Elizabeth Zelvin is the author of the well-received Bruce Kohler mystery novels. She is also a short-story writer of note, having two nominations for the Derringer and three for the Agatha award. Her stories have appeared in both EQMM and AHMM, as well as in several anthologies, and readers will find a new Bruce Kohler story in EQMM in early 2017. Liz is also the author of several historical mysteries, at both novel and short story length. Her books Voyage of Strangers and Journey of Strangers, as well as her EQMM stories “The Green Cross” and “Navidad,” are set in the era of Columbus and the expulsion of the Jews from Spain. In this post she considers how what we count as historical fiction is changing.—Janet Hutchings
I was born shortly before the end of World War II, just too early to be a true Baby Boomer. When I was growing up in the 1950s, it was very clear to me when “history” was: back before World War I, when people wore costumes rather than modern dress. As a young adult (in the chronological rather than the book-marketing sense), I knew perfectly well what a “historical novel” was. Whether it was set on Napoleonic battlefields or in ancient Rome, Victorian London or the American frontier, the characters still wore fancy dress, itself a marker for a distinct separation between “then” and “now.” It’s not that I thought that Nazi Germany was culturally contemporary with the Sixties. It’s just that to me, “historical” meant something else, something much further removed from our own times. Nowadays, novels set in the 1950s are considered historical novels by the publishing industry and, I suppose, by readers themselves.
I never expected to write historical fiction myself, and I never would have if a young Jewish sailor named Diego Mendoza had not come knocking on the inside of my head in the middle of the night, demanding that I tell the story of how he sailed with Admiral Columbus in 1492. That encounter became two stories that appeared in EQMM and, eventually, two novels that followed several threads of the Sephardic diaspora, following Diego and his family through Europe to the Ottoman Empire and beyond. Historical? Of course. I made the Mendozas up and meticulously researched the rest.
The concept of history became a problem with my contemporary series, the Bruce Kohler mysteries. Bruce is a recovering alcoholic with a New York attitude, a smart mouth, and an ill-concealed heart of gold. At the beginning of the first novel, Death Will Get You Sober, he wakes up in detox on the Bowery and realizes that he has to change his life. I finished the first draft in 2002, and the novel was published in 2008. It’s still in print as an e-book along with four other novels, and the seventh short story will appear in EQMM some time next year. In that fourteen-year span, it is staggering how much our culture has changed, how much New York has changed, and how much the author, yours truly, has changed through the sheer passage of time (okay, aged).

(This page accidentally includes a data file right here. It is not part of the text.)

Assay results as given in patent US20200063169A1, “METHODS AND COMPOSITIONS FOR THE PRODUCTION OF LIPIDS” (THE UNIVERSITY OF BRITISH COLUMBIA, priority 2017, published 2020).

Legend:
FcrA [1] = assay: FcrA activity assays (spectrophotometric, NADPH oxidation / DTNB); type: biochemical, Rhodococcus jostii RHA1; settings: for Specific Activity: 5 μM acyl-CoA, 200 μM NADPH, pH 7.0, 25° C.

When I first visited the Bowery as a fledgling alcoholism counselor in 1983, how could I have known that by 2015, New York’s world-famous skid row, a haunt of “bums” (no, we didn’t call them that) who frequented its bars and flophouses and passed out in its gutters, would be history? How could I have known when I finally wrote my novel about my experiences there, that by 2008, homeless drunks smoking in their detox ward would be history? In 2015, a publisher who loved my work referred to Death Will Get You Sober as “a period piece.”
As the series continues, Bruce leaves alcohol behind and stumbles toward emotional maturity and into a variety of murders. His sidekicks are Barbara, a nice Jewish girl from Queens whose codependency issues make her a terrific sleuth: addicted to helping and minding everybody’s business; and Jimmy, whom I created as a “computer genius” to deal with any tech issues that emerged as I plotted my mysteries. In 2016, it takes a lot more than it did back then to be a computer genius. In Death Will Pay Your Debts, I had to rescue Jimmy from the collapse of his finances by giving him a day job and sending him to Debtors Anonymous. I also had to rescue him from the reputation I’d given him. He says, “The generation coming up now have had digital everything all their lives and been online since they were two years old. Nowadays any kid can do what I do. I’m not a computer genius any more. I’m just an aging geek who’s never tried to live within a budget.”
Because of the extended life e-publishing has given fiction, we authors now have a chance to update our work, both novels and short stories, for new editions. Besides correcting typos and undoing the damage done by past copy editors who didn’t get our jokes, we scramble to update the tech references. Jimmy brings an iPad, not a laptop, to the beach; Barbara no longer flips her cell phone open. But the changes go deeper than that, and new issues arise as our characters’ lives develop over time. I knew for years that I wanted Barbara to have a ticking biological clock. But I could never figure out when or how to work it in. She and Jimmy have been living together for twenty years, for most of which he’s been sober, in AA, and an exemplary partner. I knew he was wary of marriage and fatherhood, because his alcoholic father was a terrible dad. The moment came in Death Will Pay Your Debts, when Jimmy runs out of money just when Barbara is turning forty and thinking it’s now or never for marriage and a baby. The historical problem, with ramifications that affect hundreds of details in the development of my characters? The OMG moment when I realized that if Barbara is young enough to have a baby, she can’t possibly remember what I remember about the Sixties.